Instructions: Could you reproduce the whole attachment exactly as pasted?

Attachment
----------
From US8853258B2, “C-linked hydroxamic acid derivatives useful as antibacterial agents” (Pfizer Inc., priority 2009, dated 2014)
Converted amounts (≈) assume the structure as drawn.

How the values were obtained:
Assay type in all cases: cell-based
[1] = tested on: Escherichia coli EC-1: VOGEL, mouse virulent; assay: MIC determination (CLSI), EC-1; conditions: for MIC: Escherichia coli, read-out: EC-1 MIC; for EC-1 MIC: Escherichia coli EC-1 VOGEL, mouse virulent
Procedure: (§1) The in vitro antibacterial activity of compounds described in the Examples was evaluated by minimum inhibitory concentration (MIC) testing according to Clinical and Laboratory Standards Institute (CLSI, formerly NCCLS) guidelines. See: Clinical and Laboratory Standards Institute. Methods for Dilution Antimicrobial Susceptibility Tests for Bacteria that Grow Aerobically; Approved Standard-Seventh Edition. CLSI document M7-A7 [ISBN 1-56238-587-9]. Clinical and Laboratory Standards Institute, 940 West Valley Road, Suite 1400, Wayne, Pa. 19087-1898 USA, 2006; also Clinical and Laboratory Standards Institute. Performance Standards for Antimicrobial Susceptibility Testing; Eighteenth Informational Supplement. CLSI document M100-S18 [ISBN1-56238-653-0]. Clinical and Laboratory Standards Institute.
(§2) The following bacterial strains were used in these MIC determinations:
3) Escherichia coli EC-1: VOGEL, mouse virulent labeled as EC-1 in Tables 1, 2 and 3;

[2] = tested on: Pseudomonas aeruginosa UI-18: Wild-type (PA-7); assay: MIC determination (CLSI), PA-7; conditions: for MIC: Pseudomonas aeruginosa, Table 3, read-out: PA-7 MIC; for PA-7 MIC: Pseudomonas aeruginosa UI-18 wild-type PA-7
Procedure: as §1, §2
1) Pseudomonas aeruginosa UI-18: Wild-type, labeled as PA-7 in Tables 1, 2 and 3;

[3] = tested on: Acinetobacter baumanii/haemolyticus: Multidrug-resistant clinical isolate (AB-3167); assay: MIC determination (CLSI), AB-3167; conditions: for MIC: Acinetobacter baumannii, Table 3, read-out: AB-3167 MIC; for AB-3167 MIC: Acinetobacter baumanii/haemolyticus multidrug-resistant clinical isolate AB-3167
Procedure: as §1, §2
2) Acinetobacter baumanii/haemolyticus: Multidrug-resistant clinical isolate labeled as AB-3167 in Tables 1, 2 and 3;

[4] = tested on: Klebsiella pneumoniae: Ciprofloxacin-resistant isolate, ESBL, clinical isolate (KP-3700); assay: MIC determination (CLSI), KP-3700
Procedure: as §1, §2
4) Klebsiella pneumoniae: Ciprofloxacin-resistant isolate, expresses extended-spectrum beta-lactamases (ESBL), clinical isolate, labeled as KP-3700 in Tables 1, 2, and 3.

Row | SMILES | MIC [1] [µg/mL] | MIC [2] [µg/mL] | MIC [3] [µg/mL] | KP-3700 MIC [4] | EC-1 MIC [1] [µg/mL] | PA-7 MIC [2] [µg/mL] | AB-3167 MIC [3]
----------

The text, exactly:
From US8853258B2, “C-linked hydroxamic acid derivatives useful as antibacterial agents” (Pfizer Inc., priority 2009, dated 2014)
Converted amounts (≈) assume the structure as drawn.

How the values were obtained:
Assay type in all cases: cell-based
[1] = tested on: Escherichia coli EC-1: VOGEL, mouse virulent; assay: MIC determination (CLSI), EC-1; conditions: for MIC: Escherichia coli, read-out: EC-1 MIC; for EC-1 MIC: Escherichia coli EC-1 VOGEL, mouse virulent
Procedure: (§1) The in vitro antibacterial activity of compounds described in the Examples was evaluated by minimum inhibitory concentration (MIC) testing according to Clinical and Laboratory Standards Institute (CLSI, formerly NCCLS) guidelines. See: Clinical and Laboratory Standards Institute. Methods for Dilution Antimicrobial Susceptibility Tests for Bacteria that Grow Aerobically; Approved Standard-Seventh Edition. CLSI document M7-A7 [ISBN 1-56238-587-9]. Clinical and Laboratory Standards Institute, 940 West Valley Road, Suite 1400, Wayne, Pa. 19087-1898 USA, 2006; also Clinical and Laboratory Standards Institute. Performance Standards for Antimicrobial Susceptibility Testing; Eighteenth Informational Supplement. CLSI document M100-S18 [ISBN1-56238-653-0]. Clinical and Laboratory Standards Institute.
(§2) The following bacterial strains were used in these MIC determinations:
3) Escherichia coli EC-1: VOGEL, mouse virulent labeled as EC-1 in Tables 1, 2 and 3;

[2] = tested on: Pseudomonas aeruginosa UI-18: Wild-type (PA-7); assay: MIC determination (CLSI), PA-7; conditions: for MIC: Pseudomonas aeruginosa, Table 3, read-out: PA-7 MIC; for PA-7 MIC: Pseudomonas aeruginosa UI-18 wild-type PA-7
Procedure: as §1, §2
1) Pseudomonas aeruginosa UI-18: Wild-type, labeled as PA-7 in Tables 1, 2 and 3;

[3] = tested on: Acinetobacter baumanii/haemolyticus: Multidrug-resistant clinical isolate (AB-3167); assay: MIC determination (CLSI), AB-3167; conditions: for MIC: Acinetobacter baumannii, Table 3, read-out: AB-3167 MIC; for AB-3167 MIC: Acinetobacter baumanii/haemolyticus multidrug-resistant clinical isolate AB-3167
Procedure: as §1, §2
2) Acinetobacter baumanii/haemolyticus: Multidrug-resistant clinical isolate labeled as AB-3167 in Tables 1, 2 and 3;

[4] = tested on: Klebsiella pneumoniae: Ciprofloxacin-resistant isolate, ESBL, clinical isolate (KP-3700); assay: MIC determination (CLSI), KP-3700
Procedure: as §1, §2
4) Klebsiella pneumoniae: Ciprofloxacin-resistant isolate, expresses extended-spectrum beta-lactamases (ESBL), clinical isolate, labeled as KP-3700 in Tables 1, 2, and 3.

Row | SMILES | MIC [1] [µg/mL] | MIC [2] [µg/mL] | MIC [3] [µg/mL] | KP-3700 MIC [4] | EC-1 MIC [1] [µg/mL] | PA-7 MIC [2] [µg/mL] | AB-3167 MIC [3]